The Problem With Othello
Although a confident and masterful general, Othello is unable to cultivate the fundamentals of a healthy psyche. While jealousy is obviously present in the character of Othello, it is only a symptom of other underlying factors. From deprecation of self and his race, to poor judgement of character, to an overemphasis on career, and the unfortunate intervention of fate, Othello loses the battle against the enemy we all must eventually confront – ourselves.
Early in the play the reader/viewer is faced with Othello’s lack of self esteem particularly in view of his dealings with social or personal matters. Ironically Othello confesses with the voice of a poet that “Rude I am in my speech” (1.3 83) giving the distinct impression Othello sees himself inferior to his Venetian hosts. He continues in an apologetic tone, “Yet, by your gracious patience/ I will round an unvarnished tale deliver…” (1.3.91-92) where he plainly states he doesn’t have the eloquence he thinks necessary to speak to the court.
He lays the blame for his inept speech upon his childhood, and life experience; “For since these arms of mine had seven years pith […] little of this world can I speak more than pertains to feats of broils and battle,” (1.3.85-89). Yet his explanation doesn’t cover further self-admonishing in “I am black / And have not those soft parts of conversation [. . .] for I am declined into the vale of years” (3.3.262-265) where he chastises not only his race, but his age, and blames them for what he believes is the loss of his wife to another man. Such statements indicate that Othello often believes himself unworthy within his adopted society.
Clearly Othello is a foreigner in Venice, and this ‘otherness’ or exotic standing can lead to disadvantages. Iago takes advantage of this and manipulates his general by seeding doubt and using the Moor’s foreign status to explain Venetian differences; “In Venice they do let god see the pranks / they dare not show their husbands” (3.3.202-03), thereby slighting Othello’s faith in Desdemona. Iago continues to drip his poison with skill when with a few well placed words he has Othello musing “how nature erring from itself” (3.3.229) and questioning Desdemona’s willingness to step outside her societal norm to marry him. This also succeeds in belittling the already beleaguered position of Othello in his own eyes, and the tentative state of his marriage.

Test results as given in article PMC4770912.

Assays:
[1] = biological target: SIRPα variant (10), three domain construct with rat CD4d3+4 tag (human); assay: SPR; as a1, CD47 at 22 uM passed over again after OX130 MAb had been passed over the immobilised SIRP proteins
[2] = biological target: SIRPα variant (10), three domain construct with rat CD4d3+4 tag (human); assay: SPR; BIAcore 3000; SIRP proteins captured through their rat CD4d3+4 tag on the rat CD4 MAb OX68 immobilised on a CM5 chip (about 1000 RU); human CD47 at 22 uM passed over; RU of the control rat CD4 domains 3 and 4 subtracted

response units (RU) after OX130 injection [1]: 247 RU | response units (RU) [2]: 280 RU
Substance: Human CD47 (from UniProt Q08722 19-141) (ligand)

From the beginning of the play Shakespeare casts doubt on the reasoning behind Othello and Desdemona’s marriage. That “She loved me for the dangers I had passed / And I loved her that she did pity them,” (1.3.168-169), is not a solid reason to marry, especially in an era where marriages were made for political or financial gain. Marrying her because of her pity exhibits Othello’s lack of confidence in himself. Unrealistically, Othello puts all his faith upon his happiness with his new wife; “not another comfort like to this / Succeeds in unknown fate” (1.2.189-190), which is unwise, as Desdemona is only human. Her father warns his son-in-law, “She has deceived her father, and may thee” (1.3.294). While there is never any evidence that Desdemona is anything but true to the Moor, she, like all people, is subject to mistake.